How to be your own model and photographer for jewelry

How to be your own model and photographer for jewelry

A hobby jeweler has a life full of financial choices. How much to spend on the material, tools, and… last but not least… marketing. Commission fees, promotion, listing ads – it all costs money. No wonder that photography and graphic design are the closing entries on the budget list. At least, we think if we can make beautiful jewelry, we can take beautiful pictures too. With modern devices, it looks as if everyone can be a photographer. And if a picture is not 100% you can always enhance it.

What about models then? Some jewelry makers use their friends or family members as models. Or even pets. The nice thing about being a female jewelry maker is that you can pretty much act as your own model. You don’t need anyone else but yourself. All on your own.

But it is not that easy. The hand of a maker is not the hand of a model, as I have written here. Jewelry making and perfect manicure do not go together well.

And there is another thing called AGE.When I see all those pictures of young girls showing their own jewelry I just think: they don’t need anything to decorate themselves. No makeup, no jewels. They are pretty as they are with smooth, unblemished, unwrinkled skin. And here I am, an aging woman who started her hobby a little bit too late in life. All on my own. Without a professional photographer or a visage/marketing specialist. With the cell phone and picture editing software as my only friends.

So now I will tell how to be your own model and photographer.

Charms should not move to be sharp

Before you start, here are the three basics:

1. Dare

2. Love yourself

3. Experiment

You will need reasonably bright weather – and bright mood too. The best light is not direct, but soft and rather low. The morning is the best time. Or near sunset. Outdoors photographing is nice provided there is no wind. If your jewelry has moving parts (pendants, dangles, charms), don’t move. Preferably hold your breath for a moment. Moving pendants will be less sharp. Support them when necessary.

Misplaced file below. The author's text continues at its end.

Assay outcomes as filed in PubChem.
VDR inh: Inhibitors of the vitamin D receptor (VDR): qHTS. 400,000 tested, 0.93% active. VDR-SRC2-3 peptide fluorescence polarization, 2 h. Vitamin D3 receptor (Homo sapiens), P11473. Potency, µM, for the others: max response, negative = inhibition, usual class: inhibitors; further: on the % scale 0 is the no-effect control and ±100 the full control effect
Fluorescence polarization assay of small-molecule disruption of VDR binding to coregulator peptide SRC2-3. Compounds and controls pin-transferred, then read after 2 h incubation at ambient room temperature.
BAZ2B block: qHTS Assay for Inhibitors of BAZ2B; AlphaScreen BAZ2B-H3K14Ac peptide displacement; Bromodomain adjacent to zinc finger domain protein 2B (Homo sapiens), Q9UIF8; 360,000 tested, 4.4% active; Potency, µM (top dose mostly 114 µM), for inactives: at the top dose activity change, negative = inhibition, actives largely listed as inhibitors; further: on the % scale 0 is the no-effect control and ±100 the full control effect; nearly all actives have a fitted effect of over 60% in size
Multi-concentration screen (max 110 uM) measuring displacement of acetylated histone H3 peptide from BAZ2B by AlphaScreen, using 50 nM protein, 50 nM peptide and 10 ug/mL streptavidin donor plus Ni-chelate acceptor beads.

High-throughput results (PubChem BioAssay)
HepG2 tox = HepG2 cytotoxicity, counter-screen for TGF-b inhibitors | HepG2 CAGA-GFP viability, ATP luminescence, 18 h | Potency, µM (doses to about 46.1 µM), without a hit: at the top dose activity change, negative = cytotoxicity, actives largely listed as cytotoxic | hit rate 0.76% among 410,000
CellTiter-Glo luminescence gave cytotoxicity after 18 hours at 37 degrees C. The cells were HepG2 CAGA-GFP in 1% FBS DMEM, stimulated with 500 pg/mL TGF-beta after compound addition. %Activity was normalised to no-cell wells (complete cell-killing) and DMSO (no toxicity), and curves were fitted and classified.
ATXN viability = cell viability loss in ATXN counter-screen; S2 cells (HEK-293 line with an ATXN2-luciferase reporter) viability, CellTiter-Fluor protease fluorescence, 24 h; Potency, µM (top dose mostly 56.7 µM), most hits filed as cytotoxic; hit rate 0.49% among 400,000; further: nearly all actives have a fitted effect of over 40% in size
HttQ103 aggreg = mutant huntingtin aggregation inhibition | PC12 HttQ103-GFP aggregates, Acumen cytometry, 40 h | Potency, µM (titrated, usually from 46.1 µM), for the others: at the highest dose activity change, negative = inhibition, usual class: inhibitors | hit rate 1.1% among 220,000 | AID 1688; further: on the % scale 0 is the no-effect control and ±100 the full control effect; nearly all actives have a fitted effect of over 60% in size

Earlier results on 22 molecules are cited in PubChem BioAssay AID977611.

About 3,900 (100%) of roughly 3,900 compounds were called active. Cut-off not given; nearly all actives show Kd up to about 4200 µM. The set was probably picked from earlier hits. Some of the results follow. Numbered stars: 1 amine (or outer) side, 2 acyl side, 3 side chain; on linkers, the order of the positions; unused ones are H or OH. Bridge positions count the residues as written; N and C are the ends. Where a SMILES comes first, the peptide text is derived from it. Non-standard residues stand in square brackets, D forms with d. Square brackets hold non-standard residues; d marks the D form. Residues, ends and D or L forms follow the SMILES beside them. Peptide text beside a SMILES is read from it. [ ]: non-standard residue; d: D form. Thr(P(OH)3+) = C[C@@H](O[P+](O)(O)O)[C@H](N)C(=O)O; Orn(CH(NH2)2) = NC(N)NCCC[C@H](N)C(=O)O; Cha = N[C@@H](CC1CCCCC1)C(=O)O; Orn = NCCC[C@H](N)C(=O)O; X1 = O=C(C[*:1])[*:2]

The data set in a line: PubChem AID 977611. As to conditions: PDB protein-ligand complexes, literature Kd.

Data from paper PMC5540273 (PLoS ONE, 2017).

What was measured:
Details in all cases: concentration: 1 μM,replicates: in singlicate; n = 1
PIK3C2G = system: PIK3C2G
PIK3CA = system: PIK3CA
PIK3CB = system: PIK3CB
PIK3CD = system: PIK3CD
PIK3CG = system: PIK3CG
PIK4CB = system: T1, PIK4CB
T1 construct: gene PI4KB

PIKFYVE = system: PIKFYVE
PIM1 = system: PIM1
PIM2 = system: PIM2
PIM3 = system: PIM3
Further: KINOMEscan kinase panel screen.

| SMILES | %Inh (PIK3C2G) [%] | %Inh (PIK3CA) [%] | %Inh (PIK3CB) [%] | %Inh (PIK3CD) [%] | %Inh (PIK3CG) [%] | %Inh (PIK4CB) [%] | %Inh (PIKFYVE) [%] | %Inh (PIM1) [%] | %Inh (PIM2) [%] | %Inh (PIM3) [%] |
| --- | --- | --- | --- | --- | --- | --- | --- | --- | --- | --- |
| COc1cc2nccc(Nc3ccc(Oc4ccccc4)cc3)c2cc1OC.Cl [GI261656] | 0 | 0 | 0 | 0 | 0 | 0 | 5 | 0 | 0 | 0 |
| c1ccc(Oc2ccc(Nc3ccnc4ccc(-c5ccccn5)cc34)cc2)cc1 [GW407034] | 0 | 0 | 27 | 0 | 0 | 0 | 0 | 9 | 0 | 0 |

Make as many shots as possible. 80-90% of them will be deleted anyway. The selection procedure is better to be done on a desktop monitor. I zoom the pictures up to 100% and select the sharpest. Because the rest is easy to fix.

The first (and often the only) editing to be made is CROP

Cut off everything irrelevant. Focus on the piece. This is also a very honest type of editing. I use is to send pictures to people who placed custom orders. Because they deserve not even 100% but 150% honesty in every detail.

Photographing rings (and bracelets) is quite simple since you can easily focus on your own hand. I use fake nails, without gluing them onto the nails, because I hate long nails anyway. They are not always 100% aligning.  Just crop the parts which are not perfect. Rotate the picture to find the perfect crop position.

The pictures of the amazonite ring have not been edited more than just crop. And they look quite reasonable.

Before ‘makeup’ editing
After ‘makeup’ editing

Earrings are quite challenging to photograph. A picture of an earring worn “on ear” is essential since this is the only picture which can give an idea of how an earring will fit the ear. A selfie of an earring is quite challenging because you have to take it from the side. And don’t move (or breathe). Especially with dangles. Cause they keep on dangling and making the image unsharp.

Another problem is that this is a close-up picture which will inevitably show all irregularities of your skin. A close-up of imperfections. So good ‘makeup’ editing is essential. I don’t do it on the jewelry piece, just on my face, removing blemishes and wrinkles.


This is my favorite: the smile and the makeup are perfect
An unedited picture showing all skin irregularities

Most times I crop my face off for the reasons of privacy. But sometimes it is nice to show at least a part of it. For instance, when you have caught a nice smile.

I have experimented with distorting my face the way they do with criminals to make them less recognizable. The result can be seen in the feature photo of this blog.

Pendants are quite similar to earrings.With the only difference that the pictures are taken upfront and that you can (and should) experiment more with different garments. Pendants and necklaces should match the clothing. There is a lot to tell about the match between the face type and the necklace shape (triangle, V, square, oval, teardrop), but this is a topic for my next blog. I hope I could share an idea of how to be your own model and photographer for jewelry. It is easy and technology is your best friend.











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